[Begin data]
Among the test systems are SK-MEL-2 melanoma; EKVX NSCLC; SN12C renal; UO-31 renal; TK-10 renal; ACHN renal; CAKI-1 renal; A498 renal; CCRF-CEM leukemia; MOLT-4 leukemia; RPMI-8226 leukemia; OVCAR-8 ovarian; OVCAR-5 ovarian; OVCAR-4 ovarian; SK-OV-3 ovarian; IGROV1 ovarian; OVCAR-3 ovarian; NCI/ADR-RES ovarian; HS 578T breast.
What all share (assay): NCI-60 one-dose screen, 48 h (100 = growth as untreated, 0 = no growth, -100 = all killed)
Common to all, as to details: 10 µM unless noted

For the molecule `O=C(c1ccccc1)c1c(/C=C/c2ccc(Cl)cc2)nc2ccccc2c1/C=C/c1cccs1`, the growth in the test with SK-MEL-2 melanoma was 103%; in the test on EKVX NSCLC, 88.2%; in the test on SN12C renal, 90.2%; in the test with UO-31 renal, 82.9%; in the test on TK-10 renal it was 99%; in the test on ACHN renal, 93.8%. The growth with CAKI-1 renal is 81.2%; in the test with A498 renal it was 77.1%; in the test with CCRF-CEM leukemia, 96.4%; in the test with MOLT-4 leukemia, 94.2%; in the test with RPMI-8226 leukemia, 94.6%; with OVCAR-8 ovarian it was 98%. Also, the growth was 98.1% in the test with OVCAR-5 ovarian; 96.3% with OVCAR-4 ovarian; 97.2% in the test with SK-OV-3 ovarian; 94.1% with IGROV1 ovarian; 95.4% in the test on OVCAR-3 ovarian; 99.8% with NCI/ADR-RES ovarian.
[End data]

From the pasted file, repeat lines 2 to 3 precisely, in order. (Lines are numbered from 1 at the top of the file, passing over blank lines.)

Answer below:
What all share (assay): NCI-60 one-dose screen, 48 h (100 = growth as untreated, 0 = no growth, -100 = all killed)
Common to all, as to details: 10 µM unless noted